A study recently published in Annals of Internal Medicine has found no significant change in hospital use associated with the health insurance coverage expansions of 1966 and 2014. Bed supply in hospitals may have limited increases in use, as the increase in the population gaining coverage was compensated for by the decrease among others. This suggests that a surge in hospital use would likely not result from universal coverage.
This study included 8 years of data surrounding the 1966 health insurance coverage expansion (4 years before and 4 years after) via the National Health Interview Survey, as well as 8 years surrounding the 2014 expansion (6 years before and 2 years after) via the Medical Expenditure Panel Survey. Measurements included the mean hospital days and discharges among the society at large and among groups stratified by age, health status, and income. Findings were verified with the American Hospital Association and US Census Bureau data, which allowed for calculations of per-capita hospital use, as well as those who were institutionalized and who died while under hospital care. Multivariable negative binomial regression was used to examine changes between pre- and postexpansion periods.
The rate of overall hospital discharges did not change significantly before and after Medicare/Medicaid expansion, with hospital discharges changing from an average of 12.8 per 100 people to 12.7 per 100 people (P =.26). Hospital days were not significantly different in the initial 2 years following implementation but increased slightly by the third and fourth. Compared with nonelderly, adjusted discharges rose by 2.4 (95% CI, 1.7-3.1) per 100 people higher among the elderly (P <.001). A similar increase was observed among low-income persons vs high-income. Use dropped among younger people and those with higher incomes.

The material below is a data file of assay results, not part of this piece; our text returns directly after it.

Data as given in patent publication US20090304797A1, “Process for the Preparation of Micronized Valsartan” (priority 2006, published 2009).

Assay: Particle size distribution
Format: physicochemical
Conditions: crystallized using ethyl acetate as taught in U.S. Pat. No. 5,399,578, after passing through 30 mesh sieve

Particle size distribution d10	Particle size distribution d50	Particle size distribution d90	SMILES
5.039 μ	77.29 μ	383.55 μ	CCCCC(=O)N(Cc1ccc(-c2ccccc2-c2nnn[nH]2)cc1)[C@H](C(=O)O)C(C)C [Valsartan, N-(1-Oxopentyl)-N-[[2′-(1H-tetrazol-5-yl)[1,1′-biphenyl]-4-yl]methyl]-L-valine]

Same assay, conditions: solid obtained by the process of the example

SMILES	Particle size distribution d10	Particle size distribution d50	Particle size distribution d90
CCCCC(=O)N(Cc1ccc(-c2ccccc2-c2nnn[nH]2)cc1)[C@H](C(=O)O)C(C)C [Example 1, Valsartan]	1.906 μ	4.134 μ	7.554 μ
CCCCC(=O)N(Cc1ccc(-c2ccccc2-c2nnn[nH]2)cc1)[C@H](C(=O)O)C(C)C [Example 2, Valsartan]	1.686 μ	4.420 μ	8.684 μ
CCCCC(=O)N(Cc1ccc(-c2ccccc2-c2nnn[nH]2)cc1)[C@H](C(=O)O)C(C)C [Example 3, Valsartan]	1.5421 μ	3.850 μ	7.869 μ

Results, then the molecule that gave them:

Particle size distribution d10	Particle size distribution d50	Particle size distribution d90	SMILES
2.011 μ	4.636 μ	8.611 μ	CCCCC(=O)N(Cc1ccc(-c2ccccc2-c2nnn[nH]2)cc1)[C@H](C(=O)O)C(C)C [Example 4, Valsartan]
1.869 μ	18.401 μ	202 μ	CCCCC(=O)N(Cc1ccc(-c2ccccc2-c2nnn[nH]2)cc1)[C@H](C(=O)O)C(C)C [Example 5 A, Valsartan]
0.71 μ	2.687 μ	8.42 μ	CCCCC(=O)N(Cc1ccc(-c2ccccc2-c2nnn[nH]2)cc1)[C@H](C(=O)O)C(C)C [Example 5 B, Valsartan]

Hospital use also stayed the same before and after the implementation of the Affordable Care Act, with before and after discharge rates of 9.4 and 9.0 per 100 people, respectively (P =.133), and similar rates of hospital days. Those in good health had significantly fewer hospital days, with a reduction of 3.2 (95% CI, 0.2-6.2) per 100 people (P =.040), as well as fewer discharges, with a reduction of 0.6 (95% CI, 0.2-1.0) per 100 people (P =.006). Those in poor or fair health had statistically nonsignificant increases in both (P =.27).
Limitations to this study included a reliance on participant recall and a lack of institutionalized participants, a lack of analysis on factors potentially preventing hospitalizations, the potential impact of secular changes in bed supply, and limited follow up after the Affordable Care Act.
Study researchers concluded that “[past] coverage expansions were associated with little or no change in society-wide hospital use; increases in groups who gained coverage were offset by reductions among others, suggesting that bed supply limited increases in use. Reducing coverage may merely shift care toward wealthier and healthier persons. Conversely, universal coverage is unlikely to cause a surge in hospital use if growth in hospital capacity is carefully constrained.”
Gaffney A, McCormick D, Bor DH, Goldman A, Woolhandler S, Himmelstein DU. The effects on hospital utilization of the 1966 and 2014 health insurance coverage expansions in the United States [published online July 23, 2019]. Ann Intern Med. doi:10.7326/M18-2806